Additionally, certain probiotic strains, such as Bifidobacterium lactis, have been shown to regulate bowel movements and relieve constipation. According to Frontiers in Nutrition, these probiotics help increase the frequency of bowel movements and improve stool consistency, providing relief for individuals suffering from chronic constipation. 

A 2022 study on the effect of probiotics on IBS reveals that probiotics can alleviate symptoms of irritable bowel syndrome (IBS), such as bloating, gas, and abdominal pain. Strains like Bifidobacterium infantis have been particularly effective in reducing IBS symptoms by modulating gut microbiota, reducing inflammation, and improving gut motility.

This 2022 study by Foods also shows that probiotics can support gut barrier function, which is important for preventing the leakage of harmful substances from the gut into the bloodstream. Through strengthening mucosal integrity and modulating tight junction proteins, probiotics help maintain a strong gut barrier. This, in turn, protects against conditions like “leaky gut” and promotes overall digestive health.

Increasing Immune Function

According to Cells, probiotics can help keep your immune system in good shape, making them essential for staying healthy and fighting off illnesses. One way they do this is by boosting the activity of immune cells like T cells and macrophages. These cells are your body’s first line of defense, hunting down and destroying harmful invaders. Probiotics can ramp up their activity, making your immune response more effective.

Besides boosting immune cells, probiotics produce antimicrobial substances that stop harmful pathogens in their tracks, according to the American Society of Microbiology. These include bacteriocins and acids that create a hostile environment for bad bacteria, which prevent them from taking over your gut.

Another important role of probiotics is in calming the immune system when it’s overreacting. An overactive immune system can lead to chronic inflammation and autoimmune diseases. As mentioned in a Nutrients journal, probiotics help balance immune responses to make sure that your body reacts appropriately to threats without going overboard. 

Helping in Weight Management

Probiotics and low-histamine snacks can be a helpful addition to your weight management plan while offering several benefits that support a healthy weight. For one, a randomized controlled trial by the Journal of Human Nutrition and Dietetics shows that probiotics can influence hormones that regulate your appetite, helping to control hunger and reduce overall calorie intake.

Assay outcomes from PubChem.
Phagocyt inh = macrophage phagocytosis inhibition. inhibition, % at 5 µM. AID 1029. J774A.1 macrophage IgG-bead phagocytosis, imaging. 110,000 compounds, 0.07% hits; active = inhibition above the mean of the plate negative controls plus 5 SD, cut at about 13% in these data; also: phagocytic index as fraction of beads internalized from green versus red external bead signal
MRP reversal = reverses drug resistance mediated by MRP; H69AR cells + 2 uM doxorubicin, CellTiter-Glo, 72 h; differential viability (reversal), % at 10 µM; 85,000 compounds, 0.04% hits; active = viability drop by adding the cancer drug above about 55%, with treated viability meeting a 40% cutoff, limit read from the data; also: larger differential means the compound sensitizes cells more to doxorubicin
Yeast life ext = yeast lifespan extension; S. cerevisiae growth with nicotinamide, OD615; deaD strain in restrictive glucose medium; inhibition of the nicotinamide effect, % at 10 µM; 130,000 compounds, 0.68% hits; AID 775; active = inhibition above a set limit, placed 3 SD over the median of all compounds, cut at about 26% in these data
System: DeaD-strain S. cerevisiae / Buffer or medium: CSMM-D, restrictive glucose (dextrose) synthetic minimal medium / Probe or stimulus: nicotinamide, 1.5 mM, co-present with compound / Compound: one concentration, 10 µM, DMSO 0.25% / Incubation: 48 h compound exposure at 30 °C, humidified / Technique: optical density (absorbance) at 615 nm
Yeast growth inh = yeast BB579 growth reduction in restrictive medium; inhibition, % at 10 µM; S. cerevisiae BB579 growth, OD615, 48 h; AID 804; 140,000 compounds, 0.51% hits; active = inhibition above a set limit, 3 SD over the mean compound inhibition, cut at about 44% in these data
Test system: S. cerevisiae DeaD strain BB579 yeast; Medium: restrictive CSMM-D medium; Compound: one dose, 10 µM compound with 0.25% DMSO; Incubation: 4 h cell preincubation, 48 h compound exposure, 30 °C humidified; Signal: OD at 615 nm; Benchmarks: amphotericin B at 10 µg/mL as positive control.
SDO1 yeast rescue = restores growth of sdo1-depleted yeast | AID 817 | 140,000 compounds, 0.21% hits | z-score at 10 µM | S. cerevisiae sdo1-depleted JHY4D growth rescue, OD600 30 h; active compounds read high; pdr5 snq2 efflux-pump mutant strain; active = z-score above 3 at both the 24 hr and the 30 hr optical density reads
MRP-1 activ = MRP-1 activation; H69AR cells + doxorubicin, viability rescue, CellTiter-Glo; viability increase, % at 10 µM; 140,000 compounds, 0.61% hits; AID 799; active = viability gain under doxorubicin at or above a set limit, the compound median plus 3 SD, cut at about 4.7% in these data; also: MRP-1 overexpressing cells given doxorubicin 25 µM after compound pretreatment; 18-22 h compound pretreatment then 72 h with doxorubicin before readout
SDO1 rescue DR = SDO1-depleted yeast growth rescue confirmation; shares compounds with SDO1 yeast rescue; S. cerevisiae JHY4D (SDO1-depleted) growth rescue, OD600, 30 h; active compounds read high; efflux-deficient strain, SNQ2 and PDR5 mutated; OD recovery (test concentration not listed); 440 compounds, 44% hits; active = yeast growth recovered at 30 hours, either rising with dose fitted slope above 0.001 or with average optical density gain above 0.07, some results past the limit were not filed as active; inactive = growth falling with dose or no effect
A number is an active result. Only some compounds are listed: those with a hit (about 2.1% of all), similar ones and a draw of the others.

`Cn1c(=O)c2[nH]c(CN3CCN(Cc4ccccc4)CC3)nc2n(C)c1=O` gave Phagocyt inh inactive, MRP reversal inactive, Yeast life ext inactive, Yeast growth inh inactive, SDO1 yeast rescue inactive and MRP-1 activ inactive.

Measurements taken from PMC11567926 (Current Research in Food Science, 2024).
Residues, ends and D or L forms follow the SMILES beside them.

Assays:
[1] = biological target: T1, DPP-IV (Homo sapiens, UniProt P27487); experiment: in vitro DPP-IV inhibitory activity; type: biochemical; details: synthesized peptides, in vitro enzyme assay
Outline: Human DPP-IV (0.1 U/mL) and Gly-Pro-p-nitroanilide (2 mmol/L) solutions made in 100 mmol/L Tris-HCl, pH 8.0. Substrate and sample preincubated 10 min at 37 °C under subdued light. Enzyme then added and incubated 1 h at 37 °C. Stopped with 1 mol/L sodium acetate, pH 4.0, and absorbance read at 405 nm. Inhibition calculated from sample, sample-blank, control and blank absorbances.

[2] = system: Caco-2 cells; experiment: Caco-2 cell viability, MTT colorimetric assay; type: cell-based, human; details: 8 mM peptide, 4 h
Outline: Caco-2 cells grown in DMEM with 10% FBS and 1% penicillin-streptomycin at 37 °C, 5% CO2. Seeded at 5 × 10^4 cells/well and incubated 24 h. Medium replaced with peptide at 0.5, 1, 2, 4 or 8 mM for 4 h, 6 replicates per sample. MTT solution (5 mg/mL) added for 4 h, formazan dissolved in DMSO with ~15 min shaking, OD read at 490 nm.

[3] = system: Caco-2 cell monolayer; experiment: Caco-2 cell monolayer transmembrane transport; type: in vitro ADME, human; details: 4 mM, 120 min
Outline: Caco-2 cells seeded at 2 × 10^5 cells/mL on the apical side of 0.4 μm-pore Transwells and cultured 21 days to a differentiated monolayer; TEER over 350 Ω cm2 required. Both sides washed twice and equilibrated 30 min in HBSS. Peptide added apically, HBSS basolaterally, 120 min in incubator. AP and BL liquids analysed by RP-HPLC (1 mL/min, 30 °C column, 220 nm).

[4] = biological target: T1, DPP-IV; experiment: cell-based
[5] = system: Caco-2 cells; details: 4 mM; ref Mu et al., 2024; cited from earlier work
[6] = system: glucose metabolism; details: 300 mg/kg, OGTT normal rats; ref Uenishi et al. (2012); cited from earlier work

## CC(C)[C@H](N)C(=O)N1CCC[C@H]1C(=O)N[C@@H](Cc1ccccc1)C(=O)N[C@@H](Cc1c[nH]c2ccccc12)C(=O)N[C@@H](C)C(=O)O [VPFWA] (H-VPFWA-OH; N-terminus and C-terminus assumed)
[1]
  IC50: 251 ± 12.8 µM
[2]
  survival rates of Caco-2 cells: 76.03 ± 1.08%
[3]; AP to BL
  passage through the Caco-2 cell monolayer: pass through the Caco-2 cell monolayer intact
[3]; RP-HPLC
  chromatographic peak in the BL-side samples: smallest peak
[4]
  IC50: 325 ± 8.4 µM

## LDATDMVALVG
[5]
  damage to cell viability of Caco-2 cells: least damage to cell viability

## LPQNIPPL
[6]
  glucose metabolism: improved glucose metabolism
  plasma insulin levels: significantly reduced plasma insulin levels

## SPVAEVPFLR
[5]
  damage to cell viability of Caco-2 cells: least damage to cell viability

For example, certain strains of probiotics can boost the production of hormones like GLP-1, which helps you feel full and satisfied. When they curb excessive hunger and promote feelings of fullness, probiotics can help you stick to a balanced diet without feeling deprived.

Additionally, probiotics can help reduce fat absorption from the foods you eat. Some strains, such as Lactobacillus gasseri, have been shown to block the absorption of dietary fats and increase the amount of excreted fat, as shown by this study published in the European Journal of Nutrition. This means fewer calories from fat are absorbed into your body, which can help prevent weight gain and support weight loss efforts.

According to Food Science and Human Wellness, probiotics also play a role in boosting your metabolism. They can increase the production of short-chain fatty acids (SCFAs), which are beneficial compounds that enhance your metabolic rate and help your body burn more calories. 

Another way probiotics aid in weight management is by reducing inflammation. Chronic inflammation is linked to obesity and metabolic syndrome, a group of conditions that increase the risk of heart disease and diabetes. Probiotics, especially strains like Bifidobacterium lactis and Lactobacillus rhamnosus, can help lower inflammation levels in your body, which can improve insulin sensitivity and reduce the risk of obesity-related health issues.

The word

How to Choose the Right Probiotic

Choosing the right probiotic can make a big difference in your health if you’re dealing with specific issues like histamine intolerance. Here are some tips I recommend to help you pick the best probiotic for your needs:

Pick the Right Form 

When it comes to probiotics, you can choose between capsules and powders. Both forms have their benefits, so it depends on your preference and lifestyle.

  • Capsules: These are convenient and easy to take, especially when you’re on the go. Capsules also protect the probiotics from stomach acid, which makes sure that more of the beneficial bacteria reach your gut.